Leadership and Management in Schools: The National Standards of Excellence for Headteachers

Helen Frostick, Head Teacher, St Mary Magdalen's Primary School discusses the changing role of a Headteacher in 2020 and the incredible work so many are doing during the Covid-19 pandemic.

If you'd like to hear more from Helen and more about the DfE Headteacher Standards review in particular then please join us, Sir David Carter and the chair of the review Malcolm Trobe at our Enhancing Headteacher Standards and School Leadership event on the 23rd September. You can find out more information here:

Click Here: Headteacher Standards and School Leadership Event

Headteachers have a very important role. Taken from the National standards of excellence for headteachers (2015):

“Headteachers occupy an influential position in society and shape the teaching profession. They are lead professionals and significant role models within the communities they serve. The values and ambitions of Headteachers determine the achievements of the school. They are accountable for the education of current and future generations of pupils.”

At no other time in the recent history of Education, have Headteachers had to be called upon to display that they are worthy of such a description of their roles and responsibilities. At this time of global pandemic, Headteachers have had to reorganise their schools for both remote learning to take place, as well as to offer a daily care provision at school for the most vulnerable and the children of keyworkers. This was within a timeframe of less than three weeks leading up to the decision to lock down.

As Headteacher of a small Catholic Primary school, I was able to draw on experience of sudden school closure and the need to organise alternative provision under extreme pressure. In 2008, builders at my school caused an asbestos accident that lead to the school closed overnight.  This was at a time without Parent Mail and internet communication. Thankfully, I had recently had a Class Representatives’ meeting in school and was able to talk to the health and safety team on site that evening, over the telephone, and request the telephone numbers of nine key parents from our pupil information cards. Eight parents telephoned every family in their class, whilst senior members of staff tried to alert every member of staff.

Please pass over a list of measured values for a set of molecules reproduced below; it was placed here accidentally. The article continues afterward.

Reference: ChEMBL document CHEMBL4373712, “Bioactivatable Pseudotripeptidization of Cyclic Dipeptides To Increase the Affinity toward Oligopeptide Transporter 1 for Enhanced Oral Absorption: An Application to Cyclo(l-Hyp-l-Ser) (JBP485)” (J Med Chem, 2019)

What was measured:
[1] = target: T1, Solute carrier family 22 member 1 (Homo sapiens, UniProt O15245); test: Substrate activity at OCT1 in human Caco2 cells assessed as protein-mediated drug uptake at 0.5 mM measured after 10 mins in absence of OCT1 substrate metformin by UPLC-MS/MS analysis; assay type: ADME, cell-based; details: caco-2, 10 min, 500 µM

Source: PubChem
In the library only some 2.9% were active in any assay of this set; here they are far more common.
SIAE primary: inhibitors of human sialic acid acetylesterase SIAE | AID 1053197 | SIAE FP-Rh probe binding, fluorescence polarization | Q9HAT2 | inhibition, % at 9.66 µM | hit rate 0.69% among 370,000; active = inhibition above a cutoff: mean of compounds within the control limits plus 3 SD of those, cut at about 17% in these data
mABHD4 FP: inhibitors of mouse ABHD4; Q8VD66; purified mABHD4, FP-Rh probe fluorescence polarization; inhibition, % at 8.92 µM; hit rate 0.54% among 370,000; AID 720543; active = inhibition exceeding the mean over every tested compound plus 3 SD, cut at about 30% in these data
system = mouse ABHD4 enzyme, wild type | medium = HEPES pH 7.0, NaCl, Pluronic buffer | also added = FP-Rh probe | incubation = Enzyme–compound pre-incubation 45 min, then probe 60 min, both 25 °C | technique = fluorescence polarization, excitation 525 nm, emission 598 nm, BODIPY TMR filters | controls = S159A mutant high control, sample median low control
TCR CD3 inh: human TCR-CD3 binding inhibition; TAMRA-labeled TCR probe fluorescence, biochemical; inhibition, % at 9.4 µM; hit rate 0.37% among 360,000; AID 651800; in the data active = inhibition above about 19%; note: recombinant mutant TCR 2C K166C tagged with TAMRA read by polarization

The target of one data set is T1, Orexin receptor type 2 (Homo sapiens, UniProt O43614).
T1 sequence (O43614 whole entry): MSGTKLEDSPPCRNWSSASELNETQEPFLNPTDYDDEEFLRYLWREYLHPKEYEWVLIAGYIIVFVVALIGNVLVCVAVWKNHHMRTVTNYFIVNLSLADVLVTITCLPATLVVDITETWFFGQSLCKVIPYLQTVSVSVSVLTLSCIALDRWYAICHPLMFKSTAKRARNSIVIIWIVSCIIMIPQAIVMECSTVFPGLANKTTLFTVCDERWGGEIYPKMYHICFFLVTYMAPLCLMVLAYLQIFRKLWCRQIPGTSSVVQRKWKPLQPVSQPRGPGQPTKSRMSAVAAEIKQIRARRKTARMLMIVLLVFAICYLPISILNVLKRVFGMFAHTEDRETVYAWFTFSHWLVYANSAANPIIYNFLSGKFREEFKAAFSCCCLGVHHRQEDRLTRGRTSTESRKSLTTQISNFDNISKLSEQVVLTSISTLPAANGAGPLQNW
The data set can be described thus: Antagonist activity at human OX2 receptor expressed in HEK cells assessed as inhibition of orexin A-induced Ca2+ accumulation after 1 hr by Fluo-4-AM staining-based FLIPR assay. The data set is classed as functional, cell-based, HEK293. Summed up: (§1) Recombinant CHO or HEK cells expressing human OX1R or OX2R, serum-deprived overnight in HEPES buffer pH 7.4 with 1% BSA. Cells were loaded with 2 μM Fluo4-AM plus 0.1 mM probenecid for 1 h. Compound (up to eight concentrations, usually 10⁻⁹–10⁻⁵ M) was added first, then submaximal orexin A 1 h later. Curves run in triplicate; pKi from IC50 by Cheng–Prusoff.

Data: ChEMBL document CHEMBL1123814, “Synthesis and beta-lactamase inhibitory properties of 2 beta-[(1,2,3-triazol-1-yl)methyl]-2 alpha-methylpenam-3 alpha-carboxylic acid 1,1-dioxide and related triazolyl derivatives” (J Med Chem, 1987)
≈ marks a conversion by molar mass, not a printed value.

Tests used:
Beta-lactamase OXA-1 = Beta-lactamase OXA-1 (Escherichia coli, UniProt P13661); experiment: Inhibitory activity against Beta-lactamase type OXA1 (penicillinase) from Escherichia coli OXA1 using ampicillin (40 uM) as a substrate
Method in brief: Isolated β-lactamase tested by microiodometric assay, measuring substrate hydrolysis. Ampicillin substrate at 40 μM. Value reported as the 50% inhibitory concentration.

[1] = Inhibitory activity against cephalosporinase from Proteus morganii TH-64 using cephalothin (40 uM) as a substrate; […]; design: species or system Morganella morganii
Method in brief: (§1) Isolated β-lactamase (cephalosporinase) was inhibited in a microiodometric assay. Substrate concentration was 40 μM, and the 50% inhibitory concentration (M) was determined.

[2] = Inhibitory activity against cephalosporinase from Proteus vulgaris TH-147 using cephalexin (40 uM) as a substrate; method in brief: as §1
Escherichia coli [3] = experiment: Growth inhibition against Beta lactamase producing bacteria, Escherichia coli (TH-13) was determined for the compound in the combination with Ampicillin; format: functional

We were proud, the next morning, to have only one child and one School Meals’ Supervisory Assistant slip through the net and turn up for school. My office was set up on the wall outside school for the first two days until given a makeshift office in the Local Authority building.

This was two weeks before Christmas. The whole school then shared across five local primary schools with up to two classes in each, from January. This lasted for six weeks. One of the biggest challenges of my career, but also one of the times of most growth in my personal and professional attributes.

Headteachers will reach their personal and professional limits during, but also after, this pandemic as they strive to rebuild their school communities. Therefore, it is an interesting time to write about the revised National standards of excellence for headteachers in this article at this time.

The National Standards for Excellence for headteachers published in 2015 was up for review this year in May 2020. The review has brought some changes. The purpose of the standards are to underpin best practice and:

  • To inspire public confidence in Headteachers
  • To raise aspirations in schools
  • To secure high academic standards
  • To empower the teaching profession